• Look at your ears and how they hug the side of your face. Look at your chin; it’s directly below your nose. Look at your neck. Your neck is almost as wide as your face. It’s not like a stick. Look at your hair and how it frames your face. Is your hair short or long? Is your hair straight or curly? Do you have bangs? Can you see your ears? Look at your eyes. How many colors can you see in your eyes? Look at the placement of your eyes. They are not at the top of your head; they are almost in the middle of your head. How far apart are they? Can you see the whole circle of your iris or does your eyelid cover part of it? Look at your mouth; you have a top lip and a bottom lip. Look at your nose and how it comes out from your face. If you walked into a wall your nose would hit first because it sticks out. Wiggle your nose.
    • Puff your cheeks really big. How do you look with your cheeks puffed? Slowly move your face from side to side. Look at the shape of your face. Is it long, round, oval, or square? Look at your face for as long as you want to. When you are finished, set down your mirrors.
  5. Model some elements of a self-portrait for the students, using shape and line. Then they begin their preliminary sketch with pencil.
  6. After a preliminary sketch, give each student a final paper. They begin with a pencil sketch and then fill in the face with color. Discuss how to create the appropriate colors and values using at least four colors. Discuss and show examples of how Van Gogh and Gauguin explored color in their portraits. Discuss how to show texture through color, shape, value and line.
  7. The final stage of the portrait is gluing yarn hair to frame the face. Students cut one or two colors of yarn and glue with white school glue.
  8. Review the meaning of philanthropy. When students give their artwork to someone else, they are giving of their talent. They are giving something that took a lot of time and careful work. That is the opportunity cost to them. Students give their artwork to someone who will appreciate it. (They may give their work to an art exhibit at the school or other public place where many other people can appreciate their work.)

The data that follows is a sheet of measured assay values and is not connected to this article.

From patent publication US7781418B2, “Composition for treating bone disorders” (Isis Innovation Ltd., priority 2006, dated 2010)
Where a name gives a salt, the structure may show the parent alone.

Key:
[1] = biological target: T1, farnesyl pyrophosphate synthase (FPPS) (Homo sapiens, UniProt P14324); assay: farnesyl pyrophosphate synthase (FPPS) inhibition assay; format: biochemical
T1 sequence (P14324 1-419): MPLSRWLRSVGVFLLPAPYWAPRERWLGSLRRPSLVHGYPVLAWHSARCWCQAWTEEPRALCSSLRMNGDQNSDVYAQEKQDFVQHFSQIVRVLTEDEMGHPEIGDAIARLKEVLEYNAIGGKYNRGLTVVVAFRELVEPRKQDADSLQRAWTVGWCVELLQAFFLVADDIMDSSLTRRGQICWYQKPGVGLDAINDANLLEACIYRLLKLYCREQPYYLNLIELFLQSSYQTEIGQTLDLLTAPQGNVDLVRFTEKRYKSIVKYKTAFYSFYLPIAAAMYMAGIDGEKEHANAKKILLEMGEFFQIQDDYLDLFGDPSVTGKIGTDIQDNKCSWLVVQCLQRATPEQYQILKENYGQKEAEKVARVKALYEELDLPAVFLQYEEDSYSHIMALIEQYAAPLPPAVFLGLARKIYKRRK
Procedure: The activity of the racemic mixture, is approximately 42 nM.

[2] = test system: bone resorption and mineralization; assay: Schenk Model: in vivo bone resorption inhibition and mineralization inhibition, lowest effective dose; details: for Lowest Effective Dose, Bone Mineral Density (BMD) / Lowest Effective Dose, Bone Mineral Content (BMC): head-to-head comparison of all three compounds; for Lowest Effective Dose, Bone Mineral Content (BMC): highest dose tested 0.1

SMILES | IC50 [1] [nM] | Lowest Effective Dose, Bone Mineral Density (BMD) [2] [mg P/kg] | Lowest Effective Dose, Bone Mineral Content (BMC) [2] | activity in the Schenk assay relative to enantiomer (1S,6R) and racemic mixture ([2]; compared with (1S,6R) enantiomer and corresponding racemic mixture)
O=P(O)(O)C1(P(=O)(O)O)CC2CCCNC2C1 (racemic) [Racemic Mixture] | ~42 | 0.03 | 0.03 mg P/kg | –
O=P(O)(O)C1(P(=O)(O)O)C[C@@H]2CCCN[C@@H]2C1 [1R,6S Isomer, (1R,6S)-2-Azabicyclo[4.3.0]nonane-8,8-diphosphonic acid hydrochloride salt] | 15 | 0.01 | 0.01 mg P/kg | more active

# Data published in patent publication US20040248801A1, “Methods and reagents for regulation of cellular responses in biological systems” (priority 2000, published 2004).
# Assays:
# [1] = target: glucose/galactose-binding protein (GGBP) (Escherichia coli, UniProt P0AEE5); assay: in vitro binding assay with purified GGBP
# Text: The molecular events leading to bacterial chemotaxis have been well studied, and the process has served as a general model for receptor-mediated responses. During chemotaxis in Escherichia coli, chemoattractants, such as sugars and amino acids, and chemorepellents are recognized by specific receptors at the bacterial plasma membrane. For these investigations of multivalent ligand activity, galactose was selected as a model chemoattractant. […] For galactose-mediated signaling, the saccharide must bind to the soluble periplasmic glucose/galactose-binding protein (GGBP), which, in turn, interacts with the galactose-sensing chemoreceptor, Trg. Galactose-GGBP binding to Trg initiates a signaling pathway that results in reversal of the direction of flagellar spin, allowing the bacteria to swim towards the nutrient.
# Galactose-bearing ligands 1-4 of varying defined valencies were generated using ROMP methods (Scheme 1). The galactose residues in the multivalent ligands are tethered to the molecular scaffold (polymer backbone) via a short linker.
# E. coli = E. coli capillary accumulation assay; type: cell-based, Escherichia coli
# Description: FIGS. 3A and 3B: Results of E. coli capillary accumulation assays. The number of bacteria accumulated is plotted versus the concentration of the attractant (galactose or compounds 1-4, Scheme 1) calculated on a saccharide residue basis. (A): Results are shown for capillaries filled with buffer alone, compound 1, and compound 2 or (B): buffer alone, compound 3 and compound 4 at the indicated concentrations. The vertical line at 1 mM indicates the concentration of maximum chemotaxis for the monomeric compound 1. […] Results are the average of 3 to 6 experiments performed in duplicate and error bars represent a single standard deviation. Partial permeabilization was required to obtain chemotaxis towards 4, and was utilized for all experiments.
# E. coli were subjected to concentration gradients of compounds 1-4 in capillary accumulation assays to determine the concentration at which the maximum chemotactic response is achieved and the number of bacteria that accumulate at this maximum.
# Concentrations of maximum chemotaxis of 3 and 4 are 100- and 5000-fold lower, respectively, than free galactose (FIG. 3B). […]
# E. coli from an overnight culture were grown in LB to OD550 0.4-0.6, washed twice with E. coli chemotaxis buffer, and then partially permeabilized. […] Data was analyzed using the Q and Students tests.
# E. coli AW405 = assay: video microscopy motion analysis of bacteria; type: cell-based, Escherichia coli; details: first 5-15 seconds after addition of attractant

Students demonstrate an effective use of the elements and principles of art studied to communicate their ideas through their self-portrait. Students write in their journals about to whom they will give their artwork. If possible, have them write about the experience of giving the portrait. How did the recipient respond and how did the artist feel?
Cross Curriculum 
Students will create a piece of art and give it to someone who will appreciate it.

Philanthropy Framework

  1. Strand PHIL.I Definitions of Philanthropy
    1. Standard DP 01. Define Philanthropy
      1. Benchmark E.1 Define philanthropy as the giving and sharing of time, talent, or treasure intended for the common good.
      2. Benchmark E.4 Define and give examples of selfishness and selflessness.
  2. Strand PHIL.II Philanthropy and Civil Society
    1. Standard PCS 03. Philanthropy and Economics
      1. Benchmark E.3 Give examples of <i>opportunity cost</i> in philanthropic giving.
  3. Strand PHIL.III Philanthropy and the Individual
    1. Standard PI 01. Reasons for Individual Philanthropy
      1. Benchmark E.2 Identify why people practice philanthropy related to their own self-interest.
  4. Strand PHIL.IV Volunteering and Service
    1. Standard VS 03. Providing Service
      1. Benchmark E.1 Provide a needed service.